Emergent Leadership


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We are leading in a world that is constantly changing and at a pace which is sometimes mind-boggling.

New generations coming into the workforce with a different set of expectations from all the other generations that are in our workforce. New technologies, including AI are maturing and coming at us at much faster pace than they have ever.

With this democratisation of technology, new competitors are cropping up all around us at much faster pace. All of this leads to the inevitable conclusion, that, as leaders, we need to be able to not only understand all of these changes as they happen, but also to respond to them in a meaningful way, such that it advances our agenda.

This means that we need to learn how to make sense at much faster pace and respond to the emerging context in an emergent way. No more 5 year plans. No more standard global template implemented everywhere.

What all of this means for all of us leaders is as follows – we need to become leaders who can lead with emergence or display emergent leadership. The question then is how can we learn to be one.

Here is my thinking on this:

1. Intention:

As with everything else, we need to become intentional about being able to practice emergent leadership. We need to be clear about our goals and the commander’s intent on what our team is supposed to achieve.

It is not enough for us to know this but also clearly articulate the same to our teams so that they know this. Knowing this allows them to respond to any emerging situation meaningfully and at pace.

2. Awareness:

We need to be aware of the emergent nature of the context within which we are operating.

This includes the context within our teams, of the environment in which we operate and the understanding of the evolving technology landscape and how it impacts us as leaders, our teams and all the other stakeholders that we interact with.

3. Sense Making:

Being aware of the changing context allows us the ability to make sense of the context. There are many sensemaking frameworks that allow us to make sense of these changes and also recommend the best course of action to respond to these changes.

It is up to us to choose one such framework and apply that to make sense of the emerging contexts and based on our intent decide how to respond to these changes. Again, it is not just our role as a leader but is a task for all of our colleagues.

It is in this context that having a diverse team helps us look at these changes from different perspectives and therefore generate multiple options to choose how we respond to these changes.

4. Actions as Experiments:

Once we have made sense and decided how to respond, we would be better off by thinking of our response in terms of small experiments to run. This allows us the ability to keep our options open and test the validity of our sense making process.

Once our experiments succeed in moving us towards achieving our commander’s intent, we double down on that response and scale it to create a significant impact. This allows us to mitigate the risk and at the same time maximise the potential upside.

5. Unintended Consequences:

As we operate within nested systems, every action we take will lead to consequences within the system, some known or intended and some unintended.

As leaders, it is our responsibility to actively look for these unintended consequences and decide whether they are helping us move towards our goals or away from them; whether they create new opportunities or challenges.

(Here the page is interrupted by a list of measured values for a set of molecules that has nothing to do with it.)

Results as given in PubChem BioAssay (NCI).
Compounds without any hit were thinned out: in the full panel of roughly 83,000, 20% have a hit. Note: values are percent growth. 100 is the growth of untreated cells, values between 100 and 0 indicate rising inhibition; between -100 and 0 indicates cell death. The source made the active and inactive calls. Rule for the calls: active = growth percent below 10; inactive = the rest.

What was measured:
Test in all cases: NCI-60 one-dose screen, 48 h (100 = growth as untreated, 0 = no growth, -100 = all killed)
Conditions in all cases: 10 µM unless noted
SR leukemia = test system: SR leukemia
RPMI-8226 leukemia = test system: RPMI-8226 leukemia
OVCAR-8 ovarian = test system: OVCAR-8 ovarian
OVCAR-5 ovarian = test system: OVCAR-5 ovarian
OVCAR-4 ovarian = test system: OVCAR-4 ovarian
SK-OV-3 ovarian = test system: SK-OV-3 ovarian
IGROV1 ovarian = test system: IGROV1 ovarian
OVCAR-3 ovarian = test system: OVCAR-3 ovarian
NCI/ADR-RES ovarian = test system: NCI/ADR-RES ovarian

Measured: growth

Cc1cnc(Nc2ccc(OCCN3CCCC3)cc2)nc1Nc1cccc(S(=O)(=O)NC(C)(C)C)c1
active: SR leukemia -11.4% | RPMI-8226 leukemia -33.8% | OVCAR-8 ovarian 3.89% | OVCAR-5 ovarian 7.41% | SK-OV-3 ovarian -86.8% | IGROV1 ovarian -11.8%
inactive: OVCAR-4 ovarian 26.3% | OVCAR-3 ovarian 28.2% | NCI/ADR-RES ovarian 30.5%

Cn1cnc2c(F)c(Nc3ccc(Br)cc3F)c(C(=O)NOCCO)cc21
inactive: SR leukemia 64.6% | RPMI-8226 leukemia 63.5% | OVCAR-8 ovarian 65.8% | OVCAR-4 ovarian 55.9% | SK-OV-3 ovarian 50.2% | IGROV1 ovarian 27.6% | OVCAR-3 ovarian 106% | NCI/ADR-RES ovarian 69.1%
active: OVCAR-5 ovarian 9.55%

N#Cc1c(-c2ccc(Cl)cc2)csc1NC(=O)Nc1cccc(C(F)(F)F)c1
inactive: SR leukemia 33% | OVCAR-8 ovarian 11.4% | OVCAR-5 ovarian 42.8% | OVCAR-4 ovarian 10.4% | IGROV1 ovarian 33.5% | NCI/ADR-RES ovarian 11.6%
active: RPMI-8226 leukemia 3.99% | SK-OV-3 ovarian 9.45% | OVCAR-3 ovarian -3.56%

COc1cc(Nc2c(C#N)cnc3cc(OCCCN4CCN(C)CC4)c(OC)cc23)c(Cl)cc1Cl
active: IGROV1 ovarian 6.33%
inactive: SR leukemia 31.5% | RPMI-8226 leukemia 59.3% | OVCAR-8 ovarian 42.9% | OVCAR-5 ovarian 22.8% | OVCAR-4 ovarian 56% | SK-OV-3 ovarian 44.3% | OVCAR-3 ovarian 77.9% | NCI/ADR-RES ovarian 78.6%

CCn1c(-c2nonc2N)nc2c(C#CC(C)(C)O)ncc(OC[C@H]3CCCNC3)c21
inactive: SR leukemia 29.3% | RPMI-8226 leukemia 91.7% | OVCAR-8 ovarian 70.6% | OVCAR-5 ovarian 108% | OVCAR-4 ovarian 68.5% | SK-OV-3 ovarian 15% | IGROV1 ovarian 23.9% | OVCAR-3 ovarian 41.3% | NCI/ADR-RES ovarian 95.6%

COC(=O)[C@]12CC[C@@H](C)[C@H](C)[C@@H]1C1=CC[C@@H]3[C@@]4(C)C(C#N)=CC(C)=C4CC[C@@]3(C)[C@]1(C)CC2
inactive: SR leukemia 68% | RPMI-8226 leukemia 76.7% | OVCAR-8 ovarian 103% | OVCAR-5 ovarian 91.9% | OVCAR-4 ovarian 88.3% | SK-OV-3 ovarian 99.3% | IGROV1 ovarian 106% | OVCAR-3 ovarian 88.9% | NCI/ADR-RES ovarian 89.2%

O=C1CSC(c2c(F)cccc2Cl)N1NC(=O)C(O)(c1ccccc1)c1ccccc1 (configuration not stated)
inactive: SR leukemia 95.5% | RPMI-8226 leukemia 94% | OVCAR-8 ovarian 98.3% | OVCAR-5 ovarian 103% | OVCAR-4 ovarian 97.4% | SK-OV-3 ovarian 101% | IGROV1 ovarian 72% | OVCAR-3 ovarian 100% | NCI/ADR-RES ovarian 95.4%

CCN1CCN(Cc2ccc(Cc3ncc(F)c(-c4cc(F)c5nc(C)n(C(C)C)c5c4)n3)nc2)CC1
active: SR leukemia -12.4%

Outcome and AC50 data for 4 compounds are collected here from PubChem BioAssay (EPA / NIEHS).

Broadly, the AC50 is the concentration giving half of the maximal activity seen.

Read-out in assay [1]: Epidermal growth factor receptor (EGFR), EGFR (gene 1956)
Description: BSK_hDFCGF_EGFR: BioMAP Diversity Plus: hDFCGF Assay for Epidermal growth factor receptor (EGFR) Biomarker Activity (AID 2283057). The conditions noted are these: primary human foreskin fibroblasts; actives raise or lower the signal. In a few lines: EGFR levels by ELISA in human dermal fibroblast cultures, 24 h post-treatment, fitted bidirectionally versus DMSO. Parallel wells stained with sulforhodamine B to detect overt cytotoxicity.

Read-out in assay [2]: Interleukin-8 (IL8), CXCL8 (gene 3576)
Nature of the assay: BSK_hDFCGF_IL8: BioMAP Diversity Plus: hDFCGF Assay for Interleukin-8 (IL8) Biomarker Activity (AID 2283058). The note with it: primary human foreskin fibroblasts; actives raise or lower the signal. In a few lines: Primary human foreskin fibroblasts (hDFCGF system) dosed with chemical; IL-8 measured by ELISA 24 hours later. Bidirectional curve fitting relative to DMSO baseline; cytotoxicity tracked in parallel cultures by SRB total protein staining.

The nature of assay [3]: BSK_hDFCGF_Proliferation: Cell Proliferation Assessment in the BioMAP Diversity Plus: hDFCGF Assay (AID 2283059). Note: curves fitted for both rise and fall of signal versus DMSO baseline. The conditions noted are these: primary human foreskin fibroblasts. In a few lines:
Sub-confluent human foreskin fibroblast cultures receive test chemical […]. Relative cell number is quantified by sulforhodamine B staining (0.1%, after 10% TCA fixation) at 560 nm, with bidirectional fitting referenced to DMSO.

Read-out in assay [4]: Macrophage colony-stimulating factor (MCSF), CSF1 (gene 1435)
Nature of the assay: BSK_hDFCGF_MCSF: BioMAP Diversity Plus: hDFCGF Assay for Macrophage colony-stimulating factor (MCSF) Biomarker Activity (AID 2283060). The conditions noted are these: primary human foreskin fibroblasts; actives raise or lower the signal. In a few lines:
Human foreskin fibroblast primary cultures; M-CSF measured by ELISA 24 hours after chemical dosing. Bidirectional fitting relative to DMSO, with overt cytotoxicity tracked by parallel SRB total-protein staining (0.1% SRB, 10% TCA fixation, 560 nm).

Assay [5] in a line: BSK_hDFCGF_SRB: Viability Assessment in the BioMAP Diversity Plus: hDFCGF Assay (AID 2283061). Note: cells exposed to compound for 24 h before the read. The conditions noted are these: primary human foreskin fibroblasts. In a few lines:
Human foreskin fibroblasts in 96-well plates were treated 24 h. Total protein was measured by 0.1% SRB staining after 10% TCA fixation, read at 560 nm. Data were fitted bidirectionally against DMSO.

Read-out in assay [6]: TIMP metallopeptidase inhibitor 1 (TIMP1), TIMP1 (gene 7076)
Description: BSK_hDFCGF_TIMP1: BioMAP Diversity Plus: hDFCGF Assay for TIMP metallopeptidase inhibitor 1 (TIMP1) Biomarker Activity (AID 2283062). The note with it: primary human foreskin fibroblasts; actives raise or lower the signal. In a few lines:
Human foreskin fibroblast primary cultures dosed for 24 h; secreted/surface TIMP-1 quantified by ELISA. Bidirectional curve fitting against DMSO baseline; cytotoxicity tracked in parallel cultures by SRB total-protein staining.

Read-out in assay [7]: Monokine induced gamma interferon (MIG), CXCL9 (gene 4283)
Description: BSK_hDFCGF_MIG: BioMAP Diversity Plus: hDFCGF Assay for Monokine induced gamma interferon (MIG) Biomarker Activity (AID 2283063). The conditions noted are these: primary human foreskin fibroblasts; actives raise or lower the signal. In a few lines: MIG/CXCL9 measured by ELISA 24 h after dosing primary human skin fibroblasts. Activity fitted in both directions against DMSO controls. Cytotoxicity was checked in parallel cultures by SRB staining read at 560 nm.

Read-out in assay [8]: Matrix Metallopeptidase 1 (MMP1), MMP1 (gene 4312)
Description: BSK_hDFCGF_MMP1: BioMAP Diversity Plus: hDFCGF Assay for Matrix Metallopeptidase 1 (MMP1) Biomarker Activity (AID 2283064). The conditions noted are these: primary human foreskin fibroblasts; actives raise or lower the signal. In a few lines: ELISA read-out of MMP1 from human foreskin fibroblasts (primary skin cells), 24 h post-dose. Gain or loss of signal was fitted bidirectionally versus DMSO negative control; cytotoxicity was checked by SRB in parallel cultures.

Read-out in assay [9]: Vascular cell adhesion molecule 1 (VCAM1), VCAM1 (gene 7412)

6. Rinse and Repeat:

Once we have done all of this, we go back to being aware of the changes in our operating context and continue the process again. This becomes a never ending loop that we need to continue to execute in order to continue to stay relevant and for our response to be as emergent as the context within which we are operating.

In conclusion:

In conclusion, I would reiterate that the days of creating a multi-year strategy created centrally at the corporate level and getting the rest of the organization execute it are a thing of the past.

Global templates being rolled out to improve productivity and standardisation is also a thing of the past. If we really want to practice emergent leadership, we need to move sense making and decision making to our frontlines.

This requires a different kind of leadership and a very different kind of employee base. As leaders, we need to move away from command and control to support and serve our employees.

Employees need to move away from doing what is asked to doing what is expected. This requires them to be engaged and aware of our commander’s intent and a willingness to take ownership to achieving it.

This necessitates a change in the culture, in the internal processes, in how we measure performance, in how we compensate people, in how we train and engage people, in whom we hire, fire or retire and everything else.

This is not for the faint hearted leaders, but when done well, can become the difference between a thriving organisation and one that is struggling to survive or stay relevant.

Republished with author's permission from original post.

Mukesh Gupta
I currently work for SAP as Customer advocate. In this capacity, I am responsible to ensure that the voice of the customer is being heard and play the bridge between customers and SAP. Prior to joining SAP, I have worked with different organizations serving in different functions like customer service, logistics, production planning & sales, marketing and business development functions. I was also the founder-CEO of a start-up called "Innovative Enterprises". The venture was in the retail & distribution business. I blog at http://rmukeshgupta.com.


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